Kuwait: Struggle of the Bedoon Takes Root Online

This post is part of our special coverage on Refugees.

Since the beginning of the so-called Arab Spring, that has brought to the forefront the atrocities Arabs face at the hands of their ruling clans, Kuwait's stateless population, which numbers more than 120,000, has been struggling to make its voice heard.

Like protesters across the region, they too, staged rallies and demonstrations to draw attention to their condition. Known as Bedoon, which translates to ‘without’, stateless Kuwaitis are generations of people without a nationality or the passports and documents we all need to identify ourselves. Thereby, they have no access to education, health care, employment and recognition in the country they, their parents and sometimes even their grandparents, were born in but where they have no citizenship or rights.

The new Bedoon Rights blog: Hightling the stuggle of Kuwait's stateless population

The new Bedoon Rights blog: Hightling the stuggle of Kuwait's stateless population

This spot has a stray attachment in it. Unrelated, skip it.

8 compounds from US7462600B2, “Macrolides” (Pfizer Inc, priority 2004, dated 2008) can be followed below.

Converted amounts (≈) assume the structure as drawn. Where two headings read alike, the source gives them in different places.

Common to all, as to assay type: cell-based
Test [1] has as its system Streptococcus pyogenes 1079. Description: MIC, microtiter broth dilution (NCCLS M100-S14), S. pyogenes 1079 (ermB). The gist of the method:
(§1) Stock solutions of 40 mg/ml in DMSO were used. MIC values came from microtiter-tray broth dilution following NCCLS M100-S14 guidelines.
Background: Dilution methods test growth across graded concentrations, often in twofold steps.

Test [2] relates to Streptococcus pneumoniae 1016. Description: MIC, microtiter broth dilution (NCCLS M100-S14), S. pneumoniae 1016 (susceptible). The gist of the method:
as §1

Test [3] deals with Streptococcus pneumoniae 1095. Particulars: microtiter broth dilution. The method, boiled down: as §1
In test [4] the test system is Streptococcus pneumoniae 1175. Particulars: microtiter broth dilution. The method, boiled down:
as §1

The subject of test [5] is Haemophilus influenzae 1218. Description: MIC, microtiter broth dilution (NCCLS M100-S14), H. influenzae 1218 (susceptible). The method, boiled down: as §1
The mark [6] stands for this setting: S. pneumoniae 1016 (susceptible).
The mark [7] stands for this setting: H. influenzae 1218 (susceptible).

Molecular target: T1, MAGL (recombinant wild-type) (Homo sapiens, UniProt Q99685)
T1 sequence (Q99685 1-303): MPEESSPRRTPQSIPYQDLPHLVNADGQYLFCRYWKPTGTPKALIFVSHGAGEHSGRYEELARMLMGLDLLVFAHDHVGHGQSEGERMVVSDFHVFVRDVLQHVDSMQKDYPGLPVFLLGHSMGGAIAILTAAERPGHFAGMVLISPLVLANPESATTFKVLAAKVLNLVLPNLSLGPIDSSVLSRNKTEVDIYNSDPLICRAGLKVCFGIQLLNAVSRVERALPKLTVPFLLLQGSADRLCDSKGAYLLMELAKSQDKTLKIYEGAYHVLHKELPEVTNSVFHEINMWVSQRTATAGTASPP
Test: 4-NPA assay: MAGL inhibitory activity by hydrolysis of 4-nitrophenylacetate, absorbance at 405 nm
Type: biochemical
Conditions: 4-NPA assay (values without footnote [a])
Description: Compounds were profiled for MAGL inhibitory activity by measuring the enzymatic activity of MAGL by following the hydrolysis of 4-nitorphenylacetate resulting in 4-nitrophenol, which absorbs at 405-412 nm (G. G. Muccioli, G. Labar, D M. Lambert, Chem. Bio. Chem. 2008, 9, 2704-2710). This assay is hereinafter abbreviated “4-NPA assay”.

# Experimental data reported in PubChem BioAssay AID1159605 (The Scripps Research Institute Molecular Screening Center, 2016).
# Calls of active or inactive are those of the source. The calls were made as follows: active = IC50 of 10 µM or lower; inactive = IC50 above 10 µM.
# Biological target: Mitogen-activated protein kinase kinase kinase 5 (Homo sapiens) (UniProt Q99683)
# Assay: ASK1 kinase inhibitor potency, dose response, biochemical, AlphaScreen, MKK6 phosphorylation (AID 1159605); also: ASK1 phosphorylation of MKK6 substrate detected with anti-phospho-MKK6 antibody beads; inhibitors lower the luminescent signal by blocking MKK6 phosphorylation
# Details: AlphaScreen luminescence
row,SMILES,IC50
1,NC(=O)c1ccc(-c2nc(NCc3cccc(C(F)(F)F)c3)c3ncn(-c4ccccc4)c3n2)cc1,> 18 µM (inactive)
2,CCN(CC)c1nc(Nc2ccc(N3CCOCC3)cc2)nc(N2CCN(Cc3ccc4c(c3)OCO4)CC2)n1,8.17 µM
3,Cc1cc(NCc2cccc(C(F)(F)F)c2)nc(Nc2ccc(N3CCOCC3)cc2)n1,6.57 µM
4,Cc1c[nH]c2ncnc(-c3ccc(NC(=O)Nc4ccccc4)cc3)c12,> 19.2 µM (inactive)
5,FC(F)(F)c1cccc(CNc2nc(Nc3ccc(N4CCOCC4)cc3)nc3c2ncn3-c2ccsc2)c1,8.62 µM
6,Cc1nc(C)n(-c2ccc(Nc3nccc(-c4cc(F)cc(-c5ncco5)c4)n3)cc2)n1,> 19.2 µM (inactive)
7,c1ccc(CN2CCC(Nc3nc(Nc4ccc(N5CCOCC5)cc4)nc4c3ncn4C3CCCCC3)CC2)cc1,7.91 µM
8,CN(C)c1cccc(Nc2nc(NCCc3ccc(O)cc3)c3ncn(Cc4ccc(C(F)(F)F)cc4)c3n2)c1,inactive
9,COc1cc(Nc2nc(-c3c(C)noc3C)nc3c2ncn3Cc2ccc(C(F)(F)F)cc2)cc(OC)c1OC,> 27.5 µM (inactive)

One stateless Kuwaiti blogger, Mona Kareem (a Global Voices author), has taken their plight online through a new blog, entitled Bedoon Rights, which has been launched to draw attention to the plight of this significant number of people residing in Kuwait. The site contains information and articles in English, tackling news and views regarding the Bedoon.

According to the Bedoon Rights About Page:

There are at least 120,000 Bidun jinsiyya (without nationality) in Kuwait today suffering from the lack of human rights. They cannot legally obtain birth, death, marriage or divorce certificates. The same applies to driving licenses, identification cards, and passports. They do not have access to public education, health care, housing or employment. And while they face some of the state’s harshest discrimination policies, they have no recourse to the law and its courts. Simply stated, the Bidun, who are equal to about 10% of the Kuwaiti population, do not exist. They have been dehumanized and rendered invisible by government policies coupled with pervasive social stigmatization.

It continues:

This network comes as a necessity due to the lack of references in English about our cause and struggle. Stateless activists and protesters in the past few years have been harassed, arrested, mistreated, and put to trials for speaking up. The network makes sure newsletters are sent regularly to organizations and media to inform them of the situation and violations of Bedoon human rights.

This post is part of our special coverage on Refugees.

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